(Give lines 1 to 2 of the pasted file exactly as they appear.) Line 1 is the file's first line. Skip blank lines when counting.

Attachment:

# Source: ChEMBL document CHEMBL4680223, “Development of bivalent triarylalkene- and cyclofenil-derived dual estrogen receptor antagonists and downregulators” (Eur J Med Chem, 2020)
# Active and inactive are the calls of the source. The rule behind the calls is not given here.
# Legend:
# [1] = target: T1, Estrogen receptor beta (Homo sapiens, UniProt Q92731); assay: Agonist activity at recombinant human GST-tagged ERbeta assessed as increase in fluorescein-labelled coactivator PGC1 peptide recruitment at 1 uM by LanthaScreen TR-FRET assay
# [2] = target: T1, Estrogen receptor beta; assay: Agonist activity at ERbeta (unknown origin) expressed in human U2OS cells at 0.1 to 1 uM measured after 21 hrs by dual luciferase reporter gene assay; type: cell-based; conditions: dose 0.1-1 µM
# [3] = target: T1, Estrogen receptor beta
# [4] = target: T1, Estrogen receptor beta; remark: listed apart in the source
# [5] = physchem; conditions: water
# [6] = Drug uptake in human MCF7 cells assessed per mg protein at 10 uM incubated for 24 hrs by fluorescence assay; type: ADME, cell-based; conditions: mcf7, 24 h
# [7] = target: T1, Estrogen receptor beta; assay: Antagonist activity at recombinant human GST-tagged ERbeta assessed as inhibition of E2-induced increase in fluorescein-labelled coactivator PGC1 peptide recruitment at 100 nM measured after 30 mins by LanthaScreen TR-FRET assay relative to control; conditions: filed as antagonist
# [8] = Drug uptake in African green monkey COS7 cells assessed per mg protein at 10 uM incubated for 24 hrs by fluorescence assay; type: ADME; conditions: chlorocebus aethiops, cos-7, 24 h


# Source: ChEMBL document CHEMBL4680223, “Development of bivalent triarylalkene- and cyclofenil-derived dual estrogen receptor antagonists and downregulators” (Eur J Med Chem, 2020)
# Active and inactive are the calls of the source. The rule behind the calls is not given here.